Theatre lovers are once again getting ready to embrace the best of professional dramatic performance at this year’s Fit-Up Theatre festival, which runs from July 11 to August 6, in towns, villages and islands all over West Cork.
With a nod to the tradition of Fit-Up theatre of the 1950s, the West Cork Fit-Up Theatre Festival has been providing rural communities, where there is a lack of accessibility to professional theatre, an opportunity to sample some of the wealth and talent professional theatre has to offer since its establishment in 2009 by Geoff Gould.
This year’s line-up promises to be as compelling as ever with first up ‘In the Middle of the Fields’ presented by Blood in the Alley Productions in the festival tent (adjacent to Ballydehob hall).
This evocative story centres around a young widow who displays a strong, independent spirit in running her farm. An encounter one night with a neighbouring farmer becomes emotionally charged and unsettling, posing provocative questions about past passions in a shifting and surprising story that will leave you captivated. Audiences can expect a unique atmospheric experience that harks back to the theatre fit-up tradition of the 1940s and 1950s, but with a vivid, contemporary staging.
Seating is limited to 60 for this performance so booking on eventbrite is advisable. See editorial on opposite page for full details.
Week one also introduces us to ‘Gombean’ by Hawks Well Theatre. Set in a sleepy town in Sligo, Grace O’Malley – the Warrior Queen is reincarnated as a coffee horsebox entrepreneur, high on debt and low on self-esteem. When a blast from her past wrestling rival Ruby Stephens arrives in town, decades after making it big, Grace’s world is literally turned upside down. When a chance at a cash prize comes her way so does a shot at an unforeseen redemption, as she contends to win back her title which she lost at the U18’s Community Games in ’94. Some dreams can’t be stomped on!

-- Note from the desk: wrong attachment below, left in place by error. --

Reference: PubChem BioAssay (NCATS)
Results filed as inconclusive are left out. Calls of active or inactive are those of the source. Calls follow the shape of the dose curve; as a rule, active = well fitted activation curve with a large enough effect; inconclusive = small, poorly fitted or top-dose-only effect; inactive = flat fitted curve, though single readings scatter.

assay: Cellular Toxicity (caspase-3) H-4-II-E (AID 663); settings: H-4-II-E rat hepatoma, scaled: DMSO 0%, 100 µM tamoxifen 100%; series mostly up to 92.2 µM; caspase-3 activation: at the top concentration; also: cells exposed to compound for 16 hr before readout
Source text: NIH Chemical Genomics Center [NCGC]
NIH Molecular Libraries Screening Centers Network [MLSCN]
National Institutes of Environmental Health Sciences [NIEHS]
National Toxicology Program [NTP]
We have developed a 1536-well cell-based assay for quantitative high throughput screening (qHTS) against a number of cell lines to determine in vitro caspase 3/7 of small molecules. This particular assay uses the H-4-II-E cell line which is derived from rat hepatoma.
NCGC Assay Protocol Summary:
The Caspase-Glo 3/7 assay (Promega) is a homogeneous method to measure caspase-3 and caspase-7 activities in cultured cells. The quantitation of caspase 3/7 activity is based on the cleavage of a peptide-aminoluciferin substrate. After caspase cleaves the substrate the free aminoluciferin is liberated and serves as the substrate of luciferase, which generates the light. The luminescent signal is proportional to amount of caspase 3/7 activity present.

Week two offers up ‘Sea Wall’ where we meet Alex. Professional photographer. Helen’s wife. Lucy’s Mum. Life is all power rangers, dishwashers and the quiet love of forever. Then in one life changing moment on their family holiday, life stops making sense. Reimagined as a queer production for the first time, Sea Wall becomes a story of faith, hope and queer love.
Also in Week Two we meet the ‘King’ from Fishamble: The New Play Company. Written and performed by the award-winning Pat Kinevane, who is known for his thought-provoking shows, audiences will spend an evening inside the mind of Luther – a man from Cork named after his Granny Bee Baw’s hero, Dr Martin Luther King Jr. Uncomfortable with the outside world, Luther leaves his apartment only for essential journeys and for his job – performing as an Elvis impersonator. The show explores themes of prejudice, privilege and resilience as Luther struggles to find the confidence to live his life to the fullest.
‘The stagecraft [is] unsurpassed… immaculate’ – Sunday Independent
Hot on its heels is ‘Every Brilliant Thing’ by Duncan MacMillan. a hilarious and heartwarming story of love and loss. This high energy show had a sold out run in Cork and Waterford, of what critics called ‘a wonderful evening with all the transformative power of theatre’. The show features beautiful music, is packed with laugh out loud moments and a reminder of what makes life worthwhile.
Week Two closes with ‘Oh Brother’ , a tale of two brothers united at last. This witty, hard-hitting show follows two lads as they juggle the expectations versus the reality of having a brother. All catapulted forward by general anxiety, fear of the unknown and the reason they never got to meet in the first place – their Mam.
‘The Cabinet of Curatrocities’ brings us towards the end of July and audiences get to delight in lost relics and treasures from the far-off reaches of the world. But be warned: this cabinet is not for the faint of heart – and what is seen cannot be unseen.
Big Guerrilla Productions presents ‘The Ballad of Mossy Flood’ introducing us to an unsociable odd-ball with a big thick head, but whose wrestle with the everyday is pure gold. Mossy will always land on his feet or at least somewhere near his feet… because he is Mossy Flood… and he’s from Longford. . ‘The Ballad of Mossy Flood’ might just save humanity from self-destruction.
The final week in the festival brings us into August with ‘Sean Moylan Irish Revolutionary’ from Blood in the Alley Productions. A precise, passionate, funny, and painful play, it gives us a clear insight into the mind of a revolutionary leader, a man who sacrificed, suffered, and risked his life for his country. It is a tribute to him and to all who volunteered, many of whom paid the ultimate sacrifice, and to their families who bear it.
All tickets, €15, on the door, Limited availability so please arrive early. Doors open 30 minutes before show start time.
For the programme, times and venues go to